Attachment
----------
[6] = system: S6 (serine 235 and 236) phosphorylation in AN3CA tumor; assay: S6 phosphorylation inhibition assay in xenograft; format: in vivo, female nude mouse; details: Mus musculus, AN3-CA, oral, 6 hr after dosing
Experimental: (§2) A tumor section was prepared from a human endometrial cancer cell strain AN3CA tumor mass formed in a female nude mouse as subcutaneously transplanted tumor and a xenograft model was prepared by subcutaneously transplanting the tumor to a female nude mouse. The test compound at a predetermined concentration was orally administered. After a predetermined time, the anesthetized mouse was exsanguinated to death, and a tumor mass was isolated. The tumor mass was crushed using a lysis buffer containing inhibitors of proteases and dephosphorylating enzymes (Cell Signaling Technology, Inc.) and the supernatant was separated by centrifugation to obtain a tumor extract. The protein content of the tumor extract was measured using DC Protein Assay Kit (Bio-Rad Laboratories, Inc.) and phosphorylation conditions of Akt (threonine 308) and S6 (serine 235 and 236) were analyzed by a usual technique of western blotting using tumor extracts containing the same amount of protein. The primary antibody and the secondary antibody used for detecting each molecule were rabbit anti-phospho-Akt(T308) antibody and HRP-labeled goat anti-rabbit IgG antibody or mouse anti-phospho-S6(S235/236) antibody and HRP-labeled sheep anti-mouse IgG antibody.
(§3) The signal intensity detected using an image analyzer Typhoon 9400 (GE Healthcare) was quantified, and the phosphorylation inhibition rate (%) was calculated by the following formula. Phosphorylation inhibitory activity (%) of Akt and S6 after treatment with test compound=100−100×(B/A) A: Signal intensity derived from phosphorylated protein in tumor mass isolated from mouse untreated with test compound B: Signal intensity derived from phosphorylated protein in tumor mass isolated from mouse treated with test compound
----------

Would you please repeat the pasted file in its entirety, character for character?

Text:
[6] = system: S6 (serine 235 and 236) phosphorylation in AN3CA tumor; assay: S6 phosphorylation inhibition assay in xenograft; format: in vivo, female nude mouse; details: Mus musculus, AN3-CA, oral, 6 hr after dosing
Experimental: (§2) A tumor section was prepared from a human endometrial cancer cell strain AN3CA tumor mass formed in a female nude mouse as subcutaneously transplanted tumor and a xenograft model was prepared by subcutaneously transplanting the tumor to a female nude mouse. The test compound at a predetermined concentration was orally administered. After a predetermined time, the anesthetized mouse was exsanguinated to death, and a tumor mass was isolated. The tumor mass was crushed using a lysis buffer containing inhibitors of proteases and dephosphorylating enzymes (Cell Signaling Technology, Inc.) and the supernatant was separated by centrifugation to obtain a tumor extract. The protein content of the tumor extract was measured using DC Protein Assay Kit (Bio-Rad Laboratories, Inc.) and phosphorylation conditions of Akt (threonine 308) and S6 (serine 235 and 236) were analyzed by a usual technique of western blotting using tumor extracts containing the same amount of protein. The primary antibody and the secondary antibody used for detecting each molecule were rabbit anti-phospho-Akt(T308) antibody and HRP-labeled goat anti-rabbit IgG antibody or mouse anti-phospho-S6(S235/236) antibody and HRP-labeled sheep anti-mouse IgG antibody.
(§3) The signal intensity detected using an image analyzer Typhoon 9400 (GE Healthcare) was quantified, and the phosphorylation inhibition rate (%) was calculated by the following formula. Phosphorylation inhibitory activity (%) of Akt and S6 after treatment with test compound=100−100×(B/A) A: Signal intensity derived from phosphorylated protein in tumor mass isolated from mouse untreated with test compound B: Signal intensity derived from phosphorylated protein in tumor mass isolated from mouse treated with test compound